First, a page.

An enumeration represents a list of constant values, such as values for the days of the week. You can declare an enum type that defines the values and symbolic names for them. You can then refer to the values by name.


enum-header type-specifier enum-constant


access-modifier attribute-clause




enum-id Action.
   78 #Start.   *> Start is a reserved word so use '#' symbol
   78 #Stop.
   78 #Rewind.
   78 #Forward.
end enum.

enum-id Status.
   78 Flunk value 50.
   78 Pass  value 70.
   78 Excel value 90.
end enum.

class-id MainClass.
method-id main static.
   declare a = type Action::Stop
   if a not = type Action::Start
       display a & " is " & a as binary-long   *> Prints "Stop is 1"
   display type Status::Pass as binary-long    *> prints 70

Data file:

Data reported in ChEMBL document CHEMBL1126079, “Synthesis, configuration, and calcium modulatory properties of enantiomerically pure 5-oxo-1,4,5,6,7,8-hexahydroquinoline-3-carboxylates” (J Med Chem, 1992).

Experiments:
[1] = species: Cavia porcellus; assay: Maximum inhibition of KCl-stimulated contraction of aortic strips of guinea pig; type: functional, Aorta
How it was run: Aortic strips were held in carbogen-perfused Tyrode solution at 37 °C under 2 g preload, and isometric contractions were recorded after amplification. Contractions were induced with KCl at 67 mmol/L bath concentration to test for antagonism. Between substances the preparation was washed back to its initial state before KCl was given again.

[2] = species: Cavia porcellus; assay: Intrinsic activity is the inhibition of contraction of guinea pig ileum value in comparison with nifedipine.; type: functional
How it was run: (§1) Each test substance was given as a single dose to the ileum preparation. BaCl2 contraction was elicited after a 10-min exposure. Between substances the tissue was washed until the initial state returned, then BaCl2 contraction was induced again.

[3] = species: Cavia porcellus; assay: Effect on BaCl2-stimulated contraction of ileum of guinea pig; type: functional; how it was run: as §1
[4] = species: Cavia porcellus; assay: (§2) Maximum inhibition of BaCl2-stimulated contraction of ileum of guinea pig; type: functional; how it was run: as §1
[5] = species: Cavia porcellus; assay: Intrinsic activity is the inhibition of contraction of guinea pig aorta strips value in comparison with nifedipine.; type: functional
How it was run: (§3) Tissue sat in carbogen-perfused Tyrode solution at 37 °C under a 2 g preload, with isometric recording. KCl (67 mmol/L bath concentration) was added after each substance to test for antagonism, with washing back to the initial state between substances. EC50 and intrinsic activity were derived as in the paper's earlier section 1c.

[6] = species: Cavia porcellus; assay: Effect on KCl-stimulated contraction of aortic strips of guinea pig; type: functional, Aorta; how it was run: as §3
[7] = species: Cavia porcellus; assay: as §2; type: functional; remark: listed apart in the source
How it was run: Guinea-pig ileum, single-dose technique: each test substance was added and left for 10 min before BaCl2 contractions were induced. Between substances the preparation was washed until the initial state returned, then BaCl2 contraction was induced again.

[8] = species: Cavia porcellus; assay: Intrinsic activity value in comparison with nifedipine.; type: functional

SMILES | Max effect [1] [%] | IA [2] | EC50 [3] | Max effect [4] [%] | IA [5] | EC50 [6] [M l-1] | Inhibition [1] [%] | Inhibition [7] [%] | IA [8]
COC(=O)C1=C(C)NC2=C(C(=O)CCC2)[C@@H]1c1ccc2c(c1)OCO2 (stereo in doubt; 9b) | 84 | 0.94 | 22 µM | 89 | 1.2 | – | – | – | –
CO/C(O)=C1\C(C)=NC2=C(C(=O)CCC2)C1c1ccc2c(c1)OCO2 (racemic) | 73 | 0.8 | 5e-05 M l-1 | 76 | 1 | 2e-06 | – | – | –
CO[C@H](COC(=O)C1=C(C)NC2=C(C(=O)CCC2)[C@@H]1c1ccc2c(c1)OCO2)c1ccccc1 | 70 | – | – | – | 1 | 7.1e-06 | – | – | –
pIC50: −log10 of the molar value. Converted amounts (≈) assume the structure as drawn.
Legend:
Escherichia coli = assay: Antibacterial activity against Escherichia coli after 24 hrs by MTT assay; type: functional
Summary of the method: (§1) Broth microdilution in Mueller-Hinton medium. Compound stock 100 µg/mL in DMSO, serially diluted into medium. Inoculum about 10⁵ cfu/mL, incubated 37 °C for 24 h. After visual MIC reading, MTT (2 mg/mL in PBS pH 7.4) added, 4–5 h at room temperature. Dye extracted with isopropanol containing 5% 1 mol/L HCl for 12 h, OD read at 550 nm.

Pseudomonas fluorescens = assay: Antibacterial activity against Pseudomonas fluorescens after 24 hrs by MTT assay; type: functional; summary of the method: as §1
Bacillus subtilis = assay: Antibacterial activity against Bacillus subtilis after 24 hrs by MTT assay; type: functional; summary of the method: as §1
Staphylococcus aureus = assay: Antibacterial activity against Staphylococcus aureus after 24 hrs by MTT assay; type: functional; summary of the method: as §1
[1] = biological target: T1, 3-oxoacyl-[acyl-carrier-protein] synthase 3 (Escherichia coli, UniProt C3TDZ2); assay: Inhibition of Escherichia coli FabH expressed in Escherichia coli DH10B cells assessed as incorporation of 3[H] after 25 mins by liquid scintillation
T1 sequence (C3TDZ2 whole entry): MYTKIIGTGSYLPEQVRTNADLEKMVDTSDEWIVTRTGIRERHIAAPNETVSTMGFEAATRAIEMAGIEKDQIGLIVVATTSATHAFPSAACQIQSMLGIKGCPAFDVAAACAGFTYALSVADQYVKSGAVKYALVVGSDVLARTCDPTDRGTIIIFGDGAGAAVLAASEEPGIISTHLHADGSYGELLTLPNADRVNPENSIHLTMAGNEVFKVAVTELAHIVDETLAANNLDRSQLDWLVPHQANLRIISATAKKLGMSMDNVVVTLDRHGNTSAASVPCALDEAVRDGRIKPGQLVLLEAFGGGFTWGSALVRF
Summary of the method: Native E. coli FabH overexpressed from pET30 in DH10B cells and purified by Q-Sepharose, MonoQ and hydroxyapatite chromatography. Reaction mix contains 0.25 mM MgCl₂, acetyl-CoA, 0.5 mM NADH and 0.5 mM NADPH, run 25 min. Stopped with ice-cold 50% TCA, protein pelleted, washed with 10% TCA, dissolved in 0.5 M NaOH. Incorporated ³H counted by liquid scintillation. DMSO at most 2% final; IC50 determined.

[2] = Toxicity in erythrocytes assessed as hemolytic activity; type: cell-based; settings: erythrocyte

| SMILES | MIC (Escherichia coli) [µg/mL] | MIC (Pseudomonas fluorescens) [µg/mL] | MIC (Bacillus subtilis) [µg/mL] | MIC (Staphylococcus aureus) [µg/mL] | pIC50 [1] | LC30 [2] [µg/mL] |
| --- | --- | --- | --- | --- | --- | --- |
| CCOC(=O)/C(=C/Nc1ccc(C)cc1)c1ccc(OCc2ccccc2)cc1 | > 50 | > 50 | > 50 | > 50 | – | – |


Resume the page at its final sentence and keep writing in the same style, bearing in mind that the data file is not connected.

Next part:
display type Status::Pass *> prints 
end method.
end class.

See also the Enums sample, available from $COBDIR/demo.

Further Information

The Compiler adds a static method called 'values' that returns an array containing the values of the enum. You can use this method together with the PERFORM THROUGH construct to iterate over the values of an enum type.

The enum-header is followed by a working-storage section consisting of:

  • A single numeric field of one of the predefined types. By default, this is binary-long.
  • Any number of level 78 items defining the values for the enum. The default value of the first item is 0 and the values of subsequent items are incremented by default.
Note: In COBOL for JVM, as in Java, the enum declaration defines an enum class, which is a class that derives from java.lang.Enum. In Java, this enum class can include methods and other fields explicitly declared by the user, whereas this is not allowed in COBOL.